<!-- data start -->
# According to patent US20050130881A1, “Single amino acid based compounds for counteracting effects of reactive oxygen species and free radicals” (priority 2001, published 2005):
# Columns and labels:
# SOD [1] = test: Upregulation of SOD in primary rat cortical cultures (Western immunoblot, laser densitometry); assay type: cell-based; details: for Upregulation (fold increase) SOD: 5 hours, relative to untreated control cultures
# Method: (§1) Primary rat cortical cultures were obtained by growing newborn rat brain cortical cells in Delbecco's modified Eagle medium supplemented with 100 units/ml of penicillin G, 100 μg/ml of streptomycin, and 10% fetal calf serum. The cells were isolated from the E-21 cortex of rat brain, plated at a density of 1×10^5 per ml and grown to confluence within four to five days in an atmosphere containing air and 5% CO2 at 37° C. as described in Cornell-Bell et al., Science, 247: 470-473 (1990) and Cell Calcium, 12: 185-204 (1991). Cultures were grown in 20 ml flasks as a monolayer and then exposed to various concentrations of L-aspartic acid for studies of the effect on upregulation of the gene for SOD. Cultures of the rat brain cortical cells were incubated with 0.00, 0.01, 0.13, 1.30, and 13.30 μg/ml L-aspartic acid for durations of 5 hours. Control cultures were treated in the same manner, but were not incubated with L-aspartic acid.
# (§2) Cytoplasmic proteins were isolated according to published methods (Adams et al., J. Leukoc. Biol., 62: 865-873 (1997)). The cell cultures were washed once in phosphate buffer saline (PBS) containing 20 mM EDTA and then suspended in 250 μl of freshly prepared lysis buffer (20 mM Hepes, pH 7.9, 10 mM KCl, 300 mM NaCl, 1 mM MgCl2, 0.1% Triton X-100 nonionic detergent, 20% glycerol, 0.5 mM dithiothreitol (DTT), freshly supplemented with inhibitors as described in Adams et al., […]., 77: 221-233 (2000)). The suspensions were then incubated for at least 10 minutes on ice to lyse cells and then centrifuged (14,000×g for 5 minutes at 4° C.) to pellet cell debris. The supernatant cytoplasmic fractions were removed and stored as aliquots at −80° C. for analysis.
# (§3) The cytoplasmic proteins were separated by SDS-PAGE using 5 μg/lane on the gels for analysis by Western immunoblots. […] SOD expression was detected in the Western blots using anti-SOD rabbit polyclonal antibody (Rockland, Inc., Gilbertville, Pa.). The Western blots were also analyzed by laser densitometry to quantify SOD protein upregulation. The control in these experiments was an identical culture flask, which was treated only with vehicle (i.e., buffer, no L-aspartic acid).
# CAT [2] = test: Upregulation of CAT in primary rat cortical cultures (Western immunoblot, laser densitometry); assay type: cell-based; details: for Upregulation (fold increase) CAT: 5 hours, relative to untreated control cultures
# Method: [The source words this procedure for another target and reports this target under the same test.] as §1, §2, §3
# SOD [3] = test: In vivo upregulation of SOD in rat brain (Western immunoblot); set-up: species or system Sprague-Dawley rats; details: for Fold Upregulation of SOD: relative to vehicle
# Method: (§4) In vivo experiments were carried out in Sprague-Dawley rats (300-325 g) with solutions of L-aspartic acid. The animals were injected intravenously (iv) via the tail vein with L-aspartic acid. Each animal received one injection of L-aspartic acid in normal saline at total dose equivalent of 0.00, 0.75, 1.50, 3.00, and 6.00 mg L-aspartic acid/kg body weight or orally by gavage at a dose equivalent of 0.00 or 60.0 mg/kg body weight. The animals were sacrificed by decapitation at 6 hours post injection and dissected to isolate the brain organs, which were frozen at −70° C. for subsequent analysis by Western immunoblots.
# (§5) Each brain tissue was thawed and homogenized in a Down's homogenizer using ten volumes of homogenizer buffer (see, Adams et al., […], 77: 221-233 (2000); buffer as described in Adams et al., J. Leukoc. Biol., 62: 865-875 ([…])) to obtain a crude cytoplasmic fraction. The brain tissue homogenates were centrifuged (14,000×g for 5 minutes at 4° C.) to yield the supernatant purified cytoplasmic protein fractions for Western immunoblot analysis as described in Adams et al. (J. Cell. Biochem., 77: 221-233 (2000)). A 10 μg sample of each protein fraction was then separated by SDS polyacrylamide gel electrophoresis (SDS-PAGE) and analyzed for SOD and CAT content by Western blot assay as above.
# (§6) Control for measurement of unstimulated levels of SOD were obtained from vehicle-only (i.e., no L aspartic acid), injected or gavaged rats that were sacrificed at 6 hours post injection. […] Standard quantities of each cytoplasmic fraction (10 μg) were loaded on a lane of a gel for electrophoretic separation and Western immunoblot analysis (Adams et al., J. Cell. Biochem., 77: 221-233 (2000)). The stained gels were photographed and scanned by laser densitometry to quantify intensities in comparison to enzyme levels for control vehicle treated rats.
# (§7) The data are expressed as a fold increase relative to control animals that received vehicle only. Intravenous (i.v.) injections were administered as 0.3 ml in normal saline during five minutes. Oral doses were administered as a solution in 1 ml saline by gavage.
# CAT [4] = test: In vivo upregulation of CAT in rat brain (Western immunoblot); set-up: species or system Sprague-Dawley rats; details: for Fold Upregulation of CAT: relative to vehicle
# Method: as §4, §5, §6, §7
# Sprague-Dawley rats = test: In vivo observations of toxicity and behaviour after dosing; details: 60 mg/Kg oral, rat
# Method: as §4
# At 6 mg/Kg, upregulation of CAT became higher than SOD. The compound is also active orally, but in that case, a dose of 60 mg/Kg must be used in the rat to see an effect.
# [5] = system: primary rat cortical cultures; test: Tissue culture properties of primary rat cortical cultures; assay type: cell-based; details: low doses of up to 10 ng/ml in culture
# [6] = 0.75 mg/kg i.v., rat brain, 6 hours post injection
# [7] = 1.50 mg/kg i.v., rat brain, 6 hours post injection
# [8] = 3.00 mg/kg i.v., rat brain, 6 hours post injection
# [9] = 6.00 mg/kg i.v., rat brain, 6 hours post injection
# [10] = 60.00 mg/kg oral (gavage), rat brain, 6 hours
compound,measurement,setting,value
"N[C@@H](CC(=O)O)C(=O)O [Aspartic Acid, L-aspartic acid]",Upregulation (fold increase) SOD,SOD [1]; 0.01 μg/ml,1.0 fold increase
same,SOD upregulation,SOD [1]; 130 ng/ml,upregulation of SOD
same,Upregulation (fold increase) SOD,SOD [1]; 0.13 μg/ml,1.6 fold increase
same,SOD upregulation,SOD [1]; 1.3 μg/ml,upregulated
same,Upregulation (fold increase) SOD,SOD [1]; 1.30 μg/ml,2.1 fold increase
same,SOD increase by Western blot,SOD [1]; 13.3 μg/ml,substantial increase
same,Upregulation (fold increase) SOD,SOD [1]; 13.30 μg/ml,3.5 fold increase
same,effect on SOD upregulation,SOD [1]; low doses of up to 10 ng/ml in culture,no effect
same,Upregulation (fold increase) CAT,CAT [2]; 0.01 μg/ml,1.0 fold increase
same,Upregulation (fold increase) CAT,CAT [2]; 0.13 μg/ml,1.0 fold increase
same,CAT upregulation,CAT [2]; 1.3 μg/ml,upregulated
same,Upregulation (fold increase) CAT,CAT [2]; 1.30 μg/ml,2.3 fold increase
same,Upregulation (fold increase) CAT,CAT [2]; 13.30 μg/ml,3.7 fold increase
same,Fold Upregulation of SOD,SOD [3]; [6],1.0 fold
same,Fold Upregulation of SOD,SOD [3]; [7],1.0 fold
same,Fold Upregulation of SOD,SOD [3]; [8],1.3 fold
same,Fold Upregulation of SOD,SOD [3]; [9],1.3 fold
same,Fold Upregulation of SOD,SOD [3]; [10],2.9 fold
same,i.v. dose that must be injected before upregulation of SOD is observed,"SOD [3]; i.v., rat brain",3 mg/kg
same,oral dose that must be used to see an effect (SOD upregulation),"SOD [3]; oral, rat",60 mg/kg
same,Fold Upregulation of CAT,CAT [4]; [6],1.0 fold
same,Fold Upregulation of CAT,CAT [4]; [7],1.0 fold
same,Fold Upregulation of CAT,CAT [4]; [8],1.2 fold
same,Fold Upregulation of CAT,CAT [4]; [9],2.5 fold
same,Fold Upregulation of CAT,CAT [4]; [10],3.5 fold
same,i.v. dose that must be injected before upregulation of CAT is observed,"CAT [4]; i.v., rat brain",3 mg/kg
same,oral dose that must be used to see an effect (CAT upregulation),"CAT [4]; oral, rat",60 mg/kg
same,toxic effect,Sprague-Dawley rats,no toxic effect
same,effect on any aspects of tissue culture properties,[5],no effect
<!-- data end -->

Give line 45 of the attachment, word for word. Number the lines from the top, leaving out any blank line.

same,oral dose that must be used to see an effect (SOD upregulation),"SOD [3]; oral, rat",60 mg/kg